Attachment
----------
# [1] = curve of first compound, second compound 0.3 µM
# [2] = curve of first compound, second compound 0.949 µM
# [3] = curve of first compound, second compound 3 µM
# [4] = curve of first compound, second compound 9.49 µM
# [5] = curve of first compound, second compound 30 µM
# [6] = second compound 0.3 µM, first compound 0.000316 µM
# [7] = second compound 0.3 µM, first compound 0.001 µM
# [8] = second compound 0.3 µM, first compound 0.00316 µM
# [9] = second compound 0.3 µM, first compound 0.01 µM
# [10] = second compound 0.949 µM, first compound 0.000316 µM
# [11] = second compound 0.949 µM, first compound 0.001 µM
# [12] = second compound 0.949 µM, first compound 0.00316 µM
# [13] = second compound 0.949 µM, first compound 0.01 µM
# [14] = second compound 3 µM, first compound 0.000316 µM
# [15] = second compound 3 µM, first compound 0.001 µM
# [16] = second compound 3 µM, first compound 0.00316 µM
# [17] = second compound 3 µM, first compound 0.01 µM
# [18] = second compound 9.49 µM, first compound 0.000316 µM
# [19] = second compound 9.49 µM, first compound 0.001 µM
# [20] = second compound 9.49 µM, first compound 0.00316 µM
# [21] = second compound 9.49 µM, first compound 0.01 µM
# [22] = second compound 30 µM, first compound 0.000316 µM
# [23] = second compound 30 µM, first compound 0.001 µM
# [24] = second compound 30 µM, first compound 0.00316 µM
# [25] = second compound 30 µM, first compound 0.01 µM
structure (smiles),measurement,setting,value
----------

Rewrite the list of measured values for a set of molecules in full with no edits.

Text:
# [1] = curve of first compound, second compound 0.3 µM
# [2] = curve of first compound, second compound 0.949 µM
# [3] = curve of first compound, second compound 3 µM
# [4] = curve of first compound, second compound 9.49 µM
# [5] = curve of first compound, second compound 30 µM
# [6] = second compound 0.3 µM, first compound 0.000316 µM
# [7] = second compound 0.3 µM, first compound 0.001 µM
# [8] = second compound 0.3 µM, first compound 0.00316 µM
# [9] = second compound 0.3 µM, first compound 0.01 µM
# [10] = second compound 0.949 µM, first compound 0.000316 µM
# [11] = second compound 0.949 µM, first compound 0.001 µM
# [12] = second compound 0.949 µM, first compound 0.00316 µM
# [13] = second compound 0.949 µM, first compound 0.01 µM
# [14] = second compound 3 µM, first compound 0.000316 µM
# [15] = second compound 3 µM, first compound 0.001 µM
# [16] = second compound 3 µM, first compound 0.00316 µM
# [17] = second compound 3 µM, first compound 0.01 µM
# [18] = second compound 9.49 µM, first compound 0.000316 µM
# [19] = second compound 9.49 µM, first compound 0.001 µM
# [20] = second compound 9.49 µM, first compound 0.00316 µM
# [21] = second compound 9.49 µM, first compound 0.01 µM
# [22] = second compound 30 µM, first compound 0.000316 µM
# [23] = second compound 30 µM, first compound 0.001 µM
# [24] = second compound 30 µM, first compound 0.00316 µM
# [25] = second compound 30 µM, first compound 0.01 µM
structure (smiles),measurement,setting,value